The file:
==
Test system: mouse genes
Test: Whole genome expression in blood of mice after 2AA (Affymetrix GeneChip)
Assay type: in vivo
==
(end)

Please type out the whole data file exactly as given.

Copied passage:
Test system: mouse genes
Test: Whole genome expression in blood of mice after 2AA (Affymetrix GeneChip)
Assay type: in vivo